Home Foam® does not contain formaldehyde, fibrous particulate, HFCs1, CFCs2 or HCFCs3 and is a zero-ODP4 product. The Saskatchewan Research Council (SRC) advises that even sensitive individuals may take occupancy just 24 hours after application is complete.
  26. Air Krete®, Air Krete Inc., P.O. Box 380, Weedsport NY 13166-0380 –Keene Christopher, Principal Telephone: (315) 834- 6609, Retrieved 05 Dec 2010, AirKrete® Green Insulation Specifications, original source: Specifications for AirKrete® can be found at
  27. AirKrete® Water Permeability Coefficient, 03/02/2005, letter provided by AirKrete, retrieved 05 Dec 2010, original source:

Specifications for Wall Insulation for Superinsulated Homes

Foam insulation sprayed in a crawl space - this is not mold - Daniel Friedman 04-11-01

As we discuss at INSULATION CHOICES & PROPERTIES , for superinsulated buildings the article concludes that a double-stud wall with fiberglass batts provided the greatest insulating value per dollar. However other insulating products may be a better choice depending on other construction details and space limitations.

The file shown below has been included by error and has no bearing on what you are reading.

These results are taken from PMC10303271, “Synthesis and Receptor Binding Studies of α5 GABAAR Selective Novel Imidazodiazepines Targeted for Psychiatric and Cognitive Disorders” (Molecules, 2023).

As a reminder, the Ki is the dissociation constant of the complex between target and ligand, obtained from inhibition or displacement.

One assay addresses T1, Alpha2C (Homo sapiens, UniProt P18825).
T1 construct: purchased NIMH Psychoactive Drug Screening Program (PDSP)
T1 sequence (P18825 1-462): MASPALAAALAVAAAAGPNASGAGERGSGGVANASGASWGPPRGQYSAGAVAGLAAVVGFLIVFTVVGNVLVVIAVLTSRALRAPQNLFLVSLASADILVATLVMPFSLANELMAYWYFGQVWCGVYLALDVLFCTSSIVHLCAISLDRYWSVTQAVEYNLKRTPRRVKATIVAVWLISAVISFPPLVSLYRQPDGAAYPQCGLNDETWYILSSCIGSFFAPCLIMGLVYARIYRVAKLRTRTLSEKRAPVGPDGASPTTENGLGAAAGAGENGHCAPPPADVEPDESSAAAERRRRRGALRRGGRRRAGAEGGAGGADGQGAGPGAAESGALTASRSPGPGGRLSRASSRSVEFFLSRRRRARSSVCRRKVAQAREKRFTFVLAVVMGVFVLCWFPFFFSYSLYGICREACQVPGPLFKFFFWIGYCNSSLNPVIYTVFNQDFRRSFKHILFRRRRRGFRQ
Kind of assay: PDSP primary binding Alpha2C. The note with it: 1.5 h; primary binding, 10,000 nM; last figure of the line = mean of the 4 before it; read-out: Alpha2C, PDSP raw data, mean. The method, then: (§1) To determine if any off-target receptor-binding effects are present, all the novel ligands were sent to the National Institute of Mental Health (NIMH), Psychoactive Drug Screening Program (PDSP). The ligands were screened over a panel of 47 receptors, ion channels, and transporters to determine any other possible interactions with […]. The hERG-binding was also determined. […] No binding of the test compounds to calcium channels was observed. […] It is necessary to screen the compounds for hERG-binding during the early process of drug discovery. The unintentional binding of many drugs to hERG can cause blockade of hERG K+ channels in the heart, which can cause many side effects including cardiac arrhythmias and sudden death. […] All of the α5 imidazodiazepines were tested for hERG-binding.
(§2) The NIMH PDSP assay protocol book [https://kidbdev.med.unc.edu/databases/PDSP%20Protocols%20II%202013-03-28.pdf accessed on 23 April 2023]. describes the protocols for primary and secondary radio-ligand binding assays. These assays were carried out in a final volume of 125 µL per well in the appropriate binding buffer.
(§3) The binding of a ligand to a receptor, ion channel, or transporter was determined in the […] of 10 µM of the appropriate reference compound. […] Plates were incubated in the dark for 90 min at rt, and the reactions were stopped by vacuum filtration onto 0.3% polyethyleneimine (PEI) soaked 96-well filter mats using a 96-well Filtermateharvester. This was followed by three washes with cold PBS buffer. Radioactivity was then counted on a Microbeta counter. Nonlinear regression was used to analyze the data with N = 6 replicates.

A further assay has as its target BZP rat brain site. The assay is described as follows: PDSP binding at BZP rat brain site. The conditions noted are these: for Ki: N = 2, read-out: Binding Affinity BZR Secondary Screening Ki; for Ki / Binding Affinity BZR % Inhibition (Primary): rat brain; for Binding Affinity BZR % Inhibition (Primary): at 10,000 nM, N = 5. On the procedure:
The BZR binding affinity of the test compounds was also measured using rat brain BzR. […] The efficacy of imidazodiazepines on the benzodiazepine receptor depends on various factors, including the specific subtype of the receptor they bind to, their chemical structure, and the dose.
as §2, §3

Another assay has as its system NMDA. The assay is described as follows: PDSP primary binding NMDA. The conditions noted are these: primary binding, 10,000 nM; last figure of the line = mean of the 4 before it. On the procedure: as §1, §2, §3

Our photograph (left) shows an insulation retrofit in a crawl space where icynene foam spray was applied to the crawl space wall and between the floor joists overhead.

The article also discusses the question of air permeability of fiberglass insulation and its impact on the actual insulating value of the material compared with impermeable (to air) foam insulation products. The impact of moisture on the R-value of fiberglass insulation is also discussed (it's low). Fiberglass both gains and loses moisture more rapidly than some other insulating products.

Foil-faced polyisocyanurate insulation such as the Thermax® and Hi-R® brands are discussed - these products give the highest R-value per inch among insulating materials. Also, as we tested in the 1970's, the use of these products combined with a 3/4" air space permits achieving an additional R 2.7 provided that the foil is clean and the gap or air space is uniform.